2.When was Kallmann syndrome first discovered ?

Kallmann  syndrome is named after the German born, American geneticist and psychiatrist Franz J. Kallmann, who, in 1944, was the first to offer a genetic explanation for a medical condition he observed in some of his patients who happened to be both sexually immature and anosmic.

Although some of his original observations and conclusions were to be questioned in later years as more was learned about the disease, his work was nevertheless an important and valuable milestone.

However, Kallmann was not the first to recognise a possible link between sexual immaturity and an absent sense of smell. Eighty years earlier, the Spanish doctor Aureliano Maestre de San Juan had carried out a post mortem examination on a 40-year old man who had a small penis and very small testes. An interesting discovery was made. On examination of the dead man's brain, it was established that two small structures normally located deep within the brain, called the olfactory bulbs, were completely missing, a fact which explained his absent sense of smell (See question 10).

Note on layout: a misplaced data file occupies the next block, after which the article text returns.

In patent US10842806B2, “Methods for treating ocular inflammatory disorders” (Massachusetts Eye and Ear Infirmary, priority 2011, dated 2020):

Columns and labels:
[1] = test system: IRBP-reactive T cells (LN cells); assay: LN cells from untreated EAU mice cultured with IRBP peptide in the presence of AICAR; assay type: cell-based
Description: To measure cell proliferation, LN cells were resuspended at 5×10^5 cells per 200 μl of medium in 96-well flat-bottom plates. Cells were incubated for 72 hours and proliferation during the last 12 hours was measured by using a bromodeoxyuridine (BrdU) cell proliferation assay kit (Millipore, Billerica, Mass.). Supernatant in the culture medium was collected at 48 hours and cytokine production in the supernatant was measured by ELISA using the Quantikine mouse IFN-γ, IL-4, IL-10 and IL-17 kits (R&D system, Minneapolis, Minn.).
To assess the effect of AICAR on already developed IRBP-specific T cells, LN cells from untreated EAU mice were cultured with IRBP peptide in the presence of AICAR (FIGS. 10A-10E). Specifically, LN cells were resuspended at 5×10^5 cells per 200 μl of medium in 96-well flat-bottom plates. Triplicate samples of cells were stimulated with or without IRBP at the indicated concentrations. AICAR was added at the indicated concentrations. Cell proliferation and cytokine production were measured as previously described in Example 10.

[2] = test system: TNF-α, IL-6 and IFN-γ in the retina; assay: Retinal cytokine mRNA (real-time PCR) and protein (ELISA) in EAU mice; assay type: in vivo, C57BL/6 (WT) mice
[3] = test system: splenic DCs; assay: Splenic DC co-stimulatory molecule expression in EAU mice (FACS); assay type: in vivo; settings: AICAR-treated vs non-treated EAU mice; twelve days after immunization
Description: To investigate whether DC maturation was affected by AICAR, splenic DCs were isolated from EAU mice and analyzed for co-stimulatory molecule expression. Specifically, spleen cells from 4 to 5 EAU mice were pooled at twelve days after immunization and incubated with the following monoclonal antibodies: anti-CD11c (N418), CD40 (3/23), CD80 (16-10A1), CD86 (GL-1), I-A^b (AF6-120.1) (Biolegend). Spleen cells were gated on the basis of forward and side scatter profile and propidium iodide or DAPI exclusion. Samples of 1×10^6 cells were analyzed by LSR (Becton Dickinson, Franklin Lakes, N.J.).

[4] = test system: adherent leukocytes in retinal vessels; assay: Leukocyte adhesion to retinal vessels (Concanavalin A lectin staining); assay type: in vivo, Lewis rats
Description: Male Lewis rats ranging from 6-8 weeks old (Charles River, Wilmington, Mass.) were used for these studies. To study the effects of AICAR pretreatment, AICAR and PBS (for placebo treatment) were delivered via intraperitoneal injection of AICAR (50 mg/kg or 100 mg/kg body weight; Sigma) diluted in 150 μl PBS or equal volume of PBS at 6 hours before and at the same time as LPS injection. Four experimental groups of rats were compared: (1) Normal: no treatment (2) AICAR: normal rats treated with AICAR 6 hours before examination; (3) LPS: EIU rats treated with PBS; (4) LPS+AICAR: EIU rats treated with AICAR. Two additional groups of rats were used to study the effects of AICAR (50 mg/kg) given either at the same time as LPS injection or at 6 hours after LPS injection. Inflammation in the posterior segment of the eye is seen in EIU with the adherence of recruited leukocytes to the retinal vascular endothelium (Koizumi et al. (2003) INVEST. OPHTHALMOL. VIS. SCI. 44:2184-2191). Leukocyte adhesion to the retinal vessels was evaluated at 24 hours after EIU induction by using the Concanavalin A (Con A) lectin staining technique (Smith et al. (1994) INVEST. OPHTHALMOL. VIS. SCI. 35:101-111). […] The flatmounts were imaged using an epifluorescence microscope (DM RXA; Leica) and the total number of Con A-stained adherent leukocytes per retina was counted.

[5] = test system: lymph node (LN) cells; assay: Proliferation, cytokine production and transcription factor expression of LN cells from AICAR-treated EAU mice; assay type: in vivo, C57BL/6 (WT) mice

A few years later, an Austrian medical journal published the findings of a Professor Heschl who made a similar discovery in a 45-year old man who also had small genitalia and little body and pubic hair.

In 1914, the German doctor Franz Weidenreich suggested that there was a definite association between anosmia and a lack of sexual development and that consequently this represented a discrete syndrome. A syndrome is defined as a combination of signs and/or symptoms which causes a particular disease. In this case, the syndrome later became known as Kallmann syndrome.

A lot has been learned about the disease since Kallmann's work in 1944. Thanks to advanced research techniques, it has been possible to identify the fundamental cause of the disease, to optimise forms of treatment and to explain the genetics behind Kallmann syndrome and other forms of CHH. 

Much about Kallmann syndrome is still not very well understood, but the pace at which medical research is currently revealing its secrets is considerable and hopefully, it will only be a matter of time before more are revealed.